United States District Court, D. New Mexico
“Asher” Kashanian, Albuquerque, New Mexico, for
ORDER DENYING PLAINTIFF'S MOTION FOR RELIEF FROM
COURT ORDER DENYING PLAINTIFFS' AMENDED MOTION FOR LEAVE
TO FILE SECOND AMENDED COMPLAINT
MATTER comes on for consideration of Plaintiff Andrew
Ross's “Rule 60(b) Motion for Relief From Court
Order Denying Plaintiffs' Amended Motion for Leave to
File Second Amended Complaint” filed May 5, 2017. Doc.
196. Upon consideration thereof, the motion is not well taken
and should be denied without a hearing.
preliminary matter, the court determines that Plaintiff's
“Rule 60(b) Motion” is more aptly a motion under
Fed.R.Civ.P. 59(e). Although Rules 59(e) and 60(b) both allow
a litigant to challenge an adverse ruling, the rules are
distinct and principally depend on when the motion is served.
Van Skiver v. United States, 952 F.2d 1241, 1243
(10th Cir. 1991). If a motion is served within the time
period specified by Rule 59(e), then the motion is construed
as a Rule 59(e) motion, even if the motion is styled under
Rule 60(b). Campbell v. Bartlett, 975 F.2d 1569,
1580 n.15 (10th Cir. 1992). The time period specified by Rule
59(e) is 28 days. Plaintiff's May 5 motion (Doc. 196)
challenges an order this court filed on April 18 (Doc. 188).
Because Plaintiff's motion was filed 17 days after this
court's entry of judgment, the motion was filed within
the period specified by Rule 59(e) and will be construed as a
motion made under Rule 59(e).
59(e) motion may be granted “to correct manifest errors
of law or to present newly discovered evidence, ”
Phelps v. Hamilton, 122 F.3d 1309, 1324 (10th Cir.
1997), or when “the court has misapprehended the facts,
a party's position, or the controlling law, ”
Servants of the Paraclete v. Does, 204 F.3d 1005,
1012 (10th Cir. 2000). However, a Rule 59(e) motion is not an
opportunity to “revisit issues already addressed or
advance arguments that could have been raised in prior
raises several arguments in support of his motion for
reconsideration. He asserts counsel's failure to file an
appropriate motion is attributable to excusable neglect based
on counsel's “unforeseen personal problems”
concerning a disciplinary investigation into counsel's
conduct in the instant litigation. Doc. 196, at 3-4.
Plaintiff also contends that this court erred in ruling on
the first motion for leave when that motion had been amended
and in relying upon the dismissal of the first motion when
dismissing the ostensibly-amended motion at issue here. He
further argues that the attempts to amend the complaint did
not add new theories or demonstrate an intent to create a
moving target to avoid dismissal, and that the interests of
justice favor allowing the claims to proceed.
arguments, however, are unavailing. First, counsel's
engagement with other matters does not rise to the level of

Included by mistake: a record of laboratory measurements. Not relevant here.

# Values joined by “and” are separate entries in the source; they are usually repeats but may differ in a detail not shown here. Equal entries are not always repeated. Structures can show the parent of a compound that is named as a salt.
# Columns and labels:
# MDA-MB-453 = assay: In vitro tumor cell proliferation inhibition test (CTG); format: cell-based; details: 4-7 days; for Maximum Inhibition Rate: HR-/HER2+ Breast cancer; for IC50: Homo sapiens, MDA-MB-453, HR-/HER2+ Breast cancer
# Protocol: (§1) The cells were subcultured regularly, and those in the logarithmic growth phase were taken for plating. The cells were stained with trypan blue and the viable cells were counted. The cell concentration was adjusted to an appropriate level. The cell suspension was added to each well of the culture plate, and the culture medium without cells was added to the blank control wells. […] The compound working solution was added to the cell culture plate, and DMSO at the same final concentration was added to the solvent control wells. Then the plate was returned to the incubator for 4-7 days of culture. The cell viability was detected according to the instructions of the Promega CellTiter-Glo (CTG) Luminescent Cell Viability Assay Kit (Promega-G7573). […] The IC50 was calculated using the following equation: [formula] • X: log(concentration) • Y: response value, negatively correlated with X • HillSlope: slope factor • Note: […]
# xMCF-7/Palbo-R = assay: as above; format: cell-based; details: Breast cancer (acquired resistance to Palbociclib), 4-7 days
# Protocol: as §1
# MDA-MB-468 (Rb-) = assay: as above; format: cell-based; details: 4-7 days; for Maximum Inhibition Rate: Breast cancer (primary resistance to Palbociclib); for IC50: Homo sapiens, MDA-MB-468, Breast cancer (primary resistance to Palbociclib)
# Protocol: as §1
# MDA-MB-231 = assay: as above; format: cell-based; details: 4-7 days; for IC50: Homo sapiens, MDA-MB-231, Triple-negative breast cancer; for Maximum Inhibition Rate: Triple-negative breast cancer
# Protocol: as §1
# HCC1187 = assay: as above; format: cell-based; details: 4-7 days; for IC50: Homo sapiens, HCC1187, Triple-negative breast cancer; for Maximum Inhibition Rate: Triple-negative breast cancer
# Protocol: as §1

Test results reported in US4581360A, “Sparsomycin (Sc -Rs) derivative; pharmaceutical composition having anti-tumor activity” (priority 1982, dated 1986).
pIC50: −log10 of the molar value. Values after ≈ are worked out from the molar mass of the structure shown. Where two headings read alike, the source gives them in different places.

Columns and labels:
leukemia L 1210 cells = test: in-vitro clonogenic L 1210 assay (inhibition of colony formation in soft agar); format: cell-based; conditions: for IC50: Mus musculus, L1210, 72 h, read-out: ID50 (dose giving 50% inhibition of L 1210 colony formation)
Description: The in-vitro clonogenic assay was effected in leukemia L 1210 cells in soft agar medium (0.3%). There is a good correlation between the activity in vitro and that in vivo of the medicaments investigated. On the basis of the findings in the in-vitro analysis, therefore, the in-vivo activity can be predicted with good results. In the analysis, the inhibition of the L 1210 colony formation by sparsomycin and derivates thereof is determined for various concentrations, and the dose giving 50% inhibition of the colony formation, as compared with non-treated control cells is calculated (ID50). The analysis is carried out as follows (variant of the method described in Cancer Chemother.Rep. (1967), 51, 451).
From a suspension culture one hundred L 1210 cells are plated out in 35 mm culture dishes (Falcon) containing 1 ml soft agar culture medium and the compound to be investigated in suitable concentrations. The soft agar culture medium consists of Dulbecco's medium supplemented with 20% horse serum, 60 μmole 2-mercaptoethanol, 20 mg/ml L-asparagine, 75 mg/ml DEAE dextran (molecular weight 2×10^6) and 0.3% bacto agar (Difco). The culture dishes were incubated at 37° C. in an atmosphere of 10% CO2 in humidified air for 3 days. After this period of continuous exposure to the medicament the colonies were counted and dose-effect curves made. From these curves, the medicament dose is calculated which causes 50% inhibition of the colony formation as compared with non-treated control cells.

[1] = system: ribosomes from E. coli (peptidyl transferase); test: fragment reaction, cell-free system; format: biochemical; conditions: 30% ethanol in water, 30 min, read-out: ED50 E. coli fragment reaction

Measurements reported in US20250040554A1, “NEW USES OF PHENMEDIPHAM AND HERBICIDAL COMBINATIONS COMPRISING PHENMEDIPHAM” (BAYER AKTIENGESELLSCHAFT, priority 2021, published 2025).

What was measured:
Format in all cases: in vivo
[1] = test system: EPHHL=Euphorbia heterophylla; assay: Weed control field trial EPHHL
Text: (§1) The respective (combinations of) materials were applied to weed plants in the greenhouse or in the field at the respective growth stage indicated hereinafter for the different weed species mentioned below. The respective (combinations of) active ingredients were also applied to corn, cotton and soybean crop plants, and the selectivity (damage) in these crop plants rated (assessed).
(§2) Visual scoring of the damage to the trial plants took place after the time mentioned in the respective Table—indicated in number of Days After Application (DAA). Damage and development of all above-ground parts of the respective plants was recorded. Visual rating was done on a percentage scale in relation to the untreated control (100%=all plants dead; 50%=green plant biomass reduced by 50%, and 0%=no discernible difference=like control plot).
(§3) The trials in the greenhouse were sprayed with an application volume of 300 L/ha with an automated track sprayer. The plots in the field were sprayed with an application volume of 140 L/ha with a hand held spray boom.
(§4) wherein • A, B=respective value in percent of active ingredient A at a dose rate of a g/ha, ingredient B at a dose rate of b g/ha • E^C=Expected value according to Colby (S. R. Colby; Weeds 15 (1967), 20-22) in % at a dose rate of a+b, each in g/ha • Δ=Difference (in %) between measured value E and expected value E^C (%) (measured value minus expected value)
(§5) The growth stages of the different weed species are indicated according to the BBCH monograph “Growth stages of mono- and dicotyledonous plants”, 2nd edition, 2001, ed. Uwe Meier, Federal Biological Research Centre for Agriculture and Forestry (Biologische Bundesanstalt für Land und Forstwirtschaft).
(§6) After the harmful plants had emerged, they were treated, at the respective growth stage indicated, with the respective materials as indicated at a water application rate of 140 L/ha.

excusable neglect. Cf. McLaughlin v. City of
LaGrange, 662 F.2d 1385, 1387 (11th Cir. 1981).
Second, Plaintiff's characterization that the second
motion for leave to file an amended complaint (Doc. 172)
“amended” Plaintiffs' first motion (Doc. 149)
is not accurate. Although it is true that the second motion
is titled “Plaintiff's Amended Motion for Leave to
File Second Amended Complaint, ” the pleading, as
corroborated by the docket entry, is really a “Second
Motion to Amend/Correct the Amended Complaint.” Because
the substance of the motion addresses amending
Plaintiffs' complaint, not Plaintiffs' prior motion,
and the first motion was never withdrawn, this court
determined that the two motions were really two distinct
attempts to amend Plaintiffs' amended
complaint and proceeded accordingly - working on a
first-in, first-out basis. The court therefore finds that
resolving each motion and noting the resolution of the first
when dismissing the second was not in error. Moreover, this
court identified untimeliness as an independent reason to
deny Plaintiffs' second motion, Doc. 188, at 4 - a
rationale that Plaintiff does not appear to dispute. Finally,
Plaintiff's remaining arguments essentially revisit
issues previously considered and dismissed by this court when
the original motion was briefed and ruled upon and,
consequently, need not be addressed further. See Van
Skiver, 952 F.2d at 1243. A hearing on this motion is
unnecessary. Although no Defendant responded (which
constitutes consent to grant the motion, D.N.M. LR-Civ.
7.1(b)), there is no legal basis for granting this motion.
THEREFORE, IT IS ORDERED that:
Plaintiffs Rule 60(b) Motion for Relief From Court Order
Denying Plaintiffs' Amended Motion for Leave to File
Second Amended Complaint filed May 5, 2017 (Doc. 196) is
Plaintiffs Request for Hearing on Plaintiffs Rule 60(b)
Motion for Relief From Court Order Denying Plaintiffs'
Amended Motion for Leave to File Second Amended Complaint
filed May 21, 2017 (Doc. 210) is denied.
 This distinction, however, does not
materially affect the disposition of this motion.
 This determination, though not
explicit in this court's prior order, is readily implied
from this court's explanation that the second motion was
more aptly a motion for leave to file a third amended
complaint. See Doc. 188, at 2; see also id.
at 3 (characterizing the second motion as one “for